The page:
Her puff-fronted husband, William, appraised Princess and the necklace with shrewd stockbroker eyes. "It must have dozens of women drooling, Jeremy. How've you escaped the marriage trap?"
"By great care and fancy footwork," Moira said, pressing into the little circle and linking arms with her former husband. "If he'd bought the tanzanites while we were married, we still might be."
Jeremy dropped a chaste kiss atop his ex's stiff casual coif. "You say the sweetest things, m'dear. What have you done with Hans?"
"Introduced him to Mrs. Henderson. By now she's probably bought a couple of BMWs. You know she can't resist a handsome blond."
Jeremy knew all right. Years ago Moira had introduced him to Mrs. Henderson, an elderly version of the flirtatious young Scarlett O'Hara. Since then he'd billed the widow for a $150,000 redesign of her kitchen and over $200,000 for a patio worthy of her charity events.
Scratch my back, darling...
As Moira and the Matthews drifted away, a mousey straw-blonde in a drab navy maternity shift touched his elbow. Invited by Maggie after they'd spoken on the phone, Ms. Danfeather asked Jeremy to design a nursery for her expected daughter, Eliza McCann. It seemed the mother-to-be adored movies of the 1940s, and she hoped Jeremy might incorporate such a theme into baby Eliza's suite. Jeremy wasn't clear whether there was a Mr. Danfeather, so he refrained from inquiring about the father-to-be's preferences.
Maggie, elegant in draped green silk, zipped by with the leashed Princess and a clipped smile for the un-chic Ms. Danfeather. "A visit to the chrysanthemum garden, Jeremy. I suggest you check on Orville. His white chocolate fountain has a walnut clog or something."
Jeremy obediently excused himself and moved to the dessert buffet, a cornucopia of saturated fat where Orville, his overblown white hat rakishly askew, fretted over the faithless geyser.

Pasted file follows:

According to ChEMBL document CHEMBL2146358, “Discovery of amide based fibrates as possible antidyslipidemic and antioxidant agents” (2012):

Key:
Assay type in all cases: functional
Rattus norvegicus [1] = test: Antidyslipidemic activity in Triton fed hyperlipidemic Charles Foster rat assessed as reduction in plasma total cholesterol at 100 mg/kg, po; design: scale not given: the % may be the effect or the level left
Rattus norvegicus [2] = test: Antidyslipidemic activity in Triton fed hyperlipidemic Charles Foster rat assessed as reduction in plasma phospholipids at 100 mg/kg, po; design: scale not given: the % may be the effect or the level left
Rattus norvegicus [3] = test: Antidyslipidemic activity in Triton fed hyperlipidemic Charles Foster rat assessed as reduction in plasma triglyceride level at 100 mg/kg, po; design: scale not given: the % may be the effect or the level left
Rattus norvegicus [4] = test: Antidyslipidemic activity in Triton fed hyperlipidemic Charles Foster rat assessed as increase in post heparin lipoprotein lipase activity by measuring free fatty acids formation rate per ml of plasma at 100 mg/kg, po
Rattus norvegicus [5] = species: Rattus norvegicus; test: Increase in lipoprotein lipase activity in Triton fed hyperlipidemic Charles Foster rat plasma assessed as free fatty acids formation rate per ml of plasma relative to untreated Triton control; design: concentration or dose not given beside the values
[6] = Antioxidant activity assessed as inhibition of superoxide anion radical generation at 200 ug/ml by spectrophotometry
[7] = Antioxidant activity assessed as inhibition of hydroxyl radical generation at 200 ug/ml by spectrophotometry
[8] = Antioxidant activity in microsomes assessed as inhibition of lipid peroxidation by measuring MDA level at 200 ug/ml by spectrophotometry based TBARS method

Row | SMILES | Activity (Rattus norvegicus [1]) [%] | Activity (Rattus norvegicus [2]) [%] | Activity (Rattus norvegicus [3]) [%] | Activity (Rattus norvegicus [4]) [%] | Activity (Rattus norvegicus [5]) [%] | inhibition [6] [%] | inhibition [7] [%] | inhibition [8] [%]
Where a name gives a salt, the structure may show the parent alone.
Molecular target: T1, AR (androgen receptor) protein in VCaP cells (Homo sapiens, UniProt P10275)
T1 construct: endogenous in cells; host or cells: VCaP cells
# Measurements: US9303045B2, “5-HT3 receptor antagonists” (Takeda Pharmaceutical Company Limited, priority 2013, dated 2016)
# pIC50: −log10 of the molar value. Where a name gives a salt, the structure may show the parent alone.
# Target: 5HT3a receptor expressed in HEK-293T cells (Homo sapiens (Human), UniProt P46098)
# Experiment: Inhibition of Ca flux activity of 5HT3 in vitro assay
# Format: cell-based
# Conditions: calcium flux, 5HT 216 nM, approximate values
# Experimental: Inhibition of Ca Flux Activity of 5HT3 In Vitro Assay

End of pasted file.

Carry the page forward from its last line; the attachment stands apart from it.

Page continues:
"It's not that important, Orville," Jeffrey said. "We have plenty of pastries and sweets. Take the damned thing back to the kitchen."
The chef flashed him a dark, petulant look. "You don't understand. My reputation is at stake!"
"Your reputation suffers only as long as the guests see you fussing. Out of sight, out of mind."
Orville gave a regal sniff. Nevertheless the next time Jeremy looked, the fountain had disappeared.
The Morrisons, long-time clients, had split up and sold their Tuscany-style home in West Des Moines. Now Anthony and Candace wanted Jeremy to design their respective condo interiors. Anthony thought he'd like English country manor style, whereas Candace was ready to plunge into ultra-modern. Despite their differing tastes, the former couple were unpretentious people whom Jeremy liked. Laughing, he vowed to turn their condensed estates into Edinburgh Acres and Picasso Piecemeal.
Four potential clients later, Maggie appeared at his side. "Princess made it clear she was tired of people and wanted to go home, so I dropped her off there. Have you charmed the Metzgers yet? They love the Caribbean, and they're impressed with the tropical theme you did for Carmen Singer's indoor pool."
* * * *